Turkish Baths in Istanbul
Istanbul is known for its Turkish bath -- also known as hammams (hamams). Here's what happens in a traditional Turkish bath, or hammam. Upon entering the hammam, you will find yourself in a dressing room, or camekan, which is surrounded by private cubicles where you dress. Your attendant will give you a cotton wrap, or pestemal, and a pair of slippers, or terlik, along with a key to your cubicle.
Once you have removed all your clothing and wrapped the cotton cloth around you sarong style like a skirt, you are ready to go.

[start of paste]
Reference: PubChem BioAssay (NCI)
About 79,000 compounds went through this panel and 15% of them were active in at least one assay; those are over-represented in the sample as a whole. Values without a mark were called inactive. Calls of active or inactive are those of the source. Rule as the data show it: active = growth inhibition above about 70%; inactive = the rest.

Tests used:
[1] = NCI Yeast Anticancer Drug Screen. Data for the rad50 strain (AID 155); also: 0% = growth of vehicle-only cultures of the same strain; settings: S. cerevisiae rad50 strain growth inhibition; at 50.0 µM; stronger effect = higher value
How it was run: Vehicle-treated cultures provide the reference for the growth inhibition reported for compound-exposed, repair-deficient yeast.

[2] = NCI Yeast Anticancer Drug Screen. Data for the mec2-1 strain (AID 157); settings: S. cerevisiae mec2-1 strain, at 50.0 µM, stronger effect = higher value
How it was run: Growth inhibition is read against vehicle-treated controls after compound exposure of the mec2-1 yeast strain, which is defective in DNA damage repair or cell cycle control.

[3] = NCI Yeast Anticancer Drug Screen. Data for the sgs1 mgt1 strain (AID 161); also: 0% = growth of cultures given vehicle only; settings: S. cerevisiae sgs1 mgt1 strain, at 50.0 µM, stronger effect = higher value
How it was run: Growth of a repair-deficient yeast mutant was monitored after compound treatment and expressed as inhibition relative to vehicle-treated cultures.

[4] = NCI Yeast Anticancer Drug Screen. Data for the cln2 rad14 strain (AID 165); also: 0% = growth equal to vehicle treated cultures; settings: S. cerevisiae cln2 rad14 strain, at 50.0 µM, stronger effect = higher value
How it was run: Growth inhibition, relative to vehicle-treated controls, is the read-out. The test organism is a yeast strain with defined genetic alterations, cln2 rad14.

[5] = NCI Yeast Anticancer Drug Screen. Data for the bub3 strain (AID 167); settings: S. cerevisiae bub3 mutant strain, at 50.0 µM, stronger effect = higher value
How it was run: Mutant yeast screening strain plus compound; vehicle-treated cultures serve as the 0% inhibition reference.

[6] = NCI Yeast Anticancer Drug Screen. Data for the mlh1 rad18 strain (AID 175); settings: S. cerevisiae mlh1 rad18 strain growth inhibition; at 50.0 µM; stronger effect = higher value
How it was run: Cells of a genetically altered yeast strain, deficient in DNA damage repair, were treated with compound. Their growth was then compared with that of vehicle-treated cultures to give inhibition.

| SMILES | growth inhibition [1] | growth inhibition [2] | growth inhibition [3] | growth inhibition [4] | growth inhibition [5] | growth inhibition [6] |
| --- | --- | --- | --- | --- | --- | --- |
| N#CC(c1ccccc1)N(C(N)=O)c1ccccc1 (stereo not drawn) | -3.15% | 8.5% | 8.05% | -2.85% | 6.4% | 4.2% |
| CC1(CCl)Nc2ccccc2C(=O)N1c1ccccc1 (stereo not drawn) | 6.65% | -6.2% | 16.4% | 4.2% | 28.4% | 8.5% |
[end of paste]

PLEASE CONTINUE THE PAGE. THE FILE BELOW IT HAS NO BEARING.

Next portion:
Turkish baths (hamams) are a great escape for all seasons - in winter when it is freezing outside. the promise of a nice long and warm shower/bath is just too good to pass up, in the spring, just as everything is blossoming, one feels the desire to get oneself cleansed of winter blues, summer is the time to enjoy the luxury of a bath that promises to invigorate, while in the autumn, one tends to be more reflective as the winter is coming, mother nature is winding down to prepare for the winter, one can enjoy a bath that gives one a sense of relaxation in a historical place of beauty and art to ponder about life. Turkish baths came about in the Roman and Byzantine ages where the religion of Islam has strict emphasis on cleanliness, hence the construction of these communal bath houses. What is involved in a Turkish bath you ask? A classic bath usually has three parts/rooms: changing rooms (where you decide on the type of service), a hot room and a cold room. After entering the hamam and exchanging one's clothes for a towel (pestamal), you then proceed to the gobek tasi, a large heated stone/marble slab where you perspire and are rubbed down by a bath attendant (natir if it is a woman and teliak if it is a male). If the heat proves to be too much, you can retire to a cooler room (cold halvet which usually is the coolest room furthest from the kulhan/boiler room) .